Michael Jordan of 410 Cherry Street addressed Council and stated that he is the one who got all the signatures on said petition Mr. Baxter was referring to. He believes that all 228 signatures on this petition are against this rezoning. Mr. Jordan questioned whether the Governor was truly for this project. Mayor Rozier stopped Mr. Jordan and asked to please address the Council. Mr. Jordan ended with the concerns of decreasing property values.

 

Brent Savage Jr. representing his friend, Suzanne Anderson 1726 Pine Barren Road who owns property surrounded on three sides by this new proposed warehouse facility. really no one is address my address yet. Mrs. Anderson claims that no one has contacted her in regards to this project. Ms. Anderson is afraid tractor trailers going in and out 24 hours a day. Mr. Savage noted like others the concern was property value and Ms. Anderson was hopeful for a buyout agreement for her property.

 

Ms. Phillips approached council and thanked them for all that they had done. She is the owner of a rental property that joins this proposed Industrial property in question. Her son-in-law is a manager over the Sugar Refinery and he's already stated how traffic backs up in Port Wentworth with tractor trailers 24/7 coming and going at all times of the night. She would like Council to take into consideration.

 

Willene Stone of 804 Bloomingdale Road approached Council and added that she was Mr. Waller's neighbor. Ms. Stone ask Council how wide the berm was going to be? Ms. Stone's concerns were the traffic, the widening of the road, and installation of water and sewer lines which would obviously take some of her and Mr. Jones property, across the street for Airtech Engineering. She reminded Council that Mr. Granger had some property rezoned to go with the rest of his property and she implied that should Mr. Waller decided to do that Council may be lenient enough to rezone his agricultural property to match the rest of this proposed industrial property, like that of Mr. Granger. She asked Council to think about all this when making a decision.

 

Michael Wedincamp of 2301 Hwy 80 approached Council and noted that he had something positive to say. In his opinion this project will do many positive things for the City. Mr. Wedincamp believes that Mr. Waller and Frank Jones and one or two other started the charter of Bloomingdale. Mr. Wedincamp thinks that if that 600 acres was residential it could have around 1500 houses bringing in more traffic than it would if zoned Industrial.

 

Steven McCraney with McCraney Property Company approached Council and stated when he first addressed the City roughly a year ago he said three things. First, it was so nice to be working back in this community, being raised as a Jessup Wayne County going. Two, that we were here to listen and to react to the remarks that came from the community. Thirdly, that we were here in part of the community and to contribute to the community. He thanked everyone including Attorney Dickey for all their work and effort throughout this past year with countless meetings and phone calls. The economic impact that comes out of this will certainly increase the Cities annual budget. In addition, in Mr. McCraney quest to be part of this community stated he would be making a donation of $1,750,000 for the Recreation Gym for this community as a legacy for the children and their families.. He stated that he understood that change is hard but asked for support with approval of the Rezoning of Pete Waller/Ottawa Farms's 590.43 acres from RA-1 to PID/PUD.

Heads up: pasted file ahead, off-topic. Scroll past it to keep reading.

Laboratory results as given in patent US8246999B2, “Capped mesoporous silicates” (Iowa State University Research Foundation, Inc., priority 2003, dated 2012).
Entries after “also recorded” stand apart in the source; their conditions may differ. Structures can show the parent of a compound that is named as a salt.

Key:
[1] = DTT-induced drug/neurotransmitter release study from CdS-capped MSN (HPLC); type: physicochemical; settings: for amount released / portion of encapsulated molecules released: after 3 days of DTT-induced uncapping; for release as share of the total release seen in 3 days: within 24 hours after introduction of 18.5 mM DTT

James Moore for 15 Maple Street asked if there were any ordinances in place, for the city to be able to enforce any environmental ordinances for noise and light abatement?

 

Councilman Grizzard answered that the City does have a noise ordinance in place and a police department to enforce it. He claims Bloomingdale has the best police departments and will take care of any concerns of noise abetment.

Councilman Otakie answered Mr. Moore's question that there has been previous talks and presentations discussing the noise abatement to adhere to the ordinance standard and dark sky lighting, which is lighting pointed down to dissipate the light. Which are in the development plan and does address those.

 

Thomas Bassett 218 Adams Road approached Council asking why buildings 100 and 200 were not being brought into the mix to bring green space between the warehouses and the residential areas?

 

Mayor answered Mr. Bassett, that this had been discussed with the developers and was not feasible.

 

Michael Jordan of 410 Cherry Street addressed Council again about the concerns of the lights from the current warehouse.

 

Dennis Baxter of 501 Cherry Street approached Council again and stated that he understands that the Cities attorney rewrote our ordinances for $25,000 which calls for a 25 foot berm between warehouses and residential. Mr. Baxtor believes that we are not following our own ordinance we just paid to rewrite.

 

Greg Coleman addressed Mr. Baxtor's question that the agreement does reads 25 foot berm and a 100 foot setback. A 25 foot berm would take about 140 feet of property at two one slope The one to one slope, cannot be done.

 

Richard Marlowe at 1724 Pine Barren Road addressed Council and claims that he nor Ms. Anderson has been approached to address their property that touches this proposed Industrial Property. He wants to see Bloomingdale prosper but feels he should get to some kind of consideration to his property losing value. Mr. Marlowe feels City council should address Ms. Anderson and himself in what decision is made.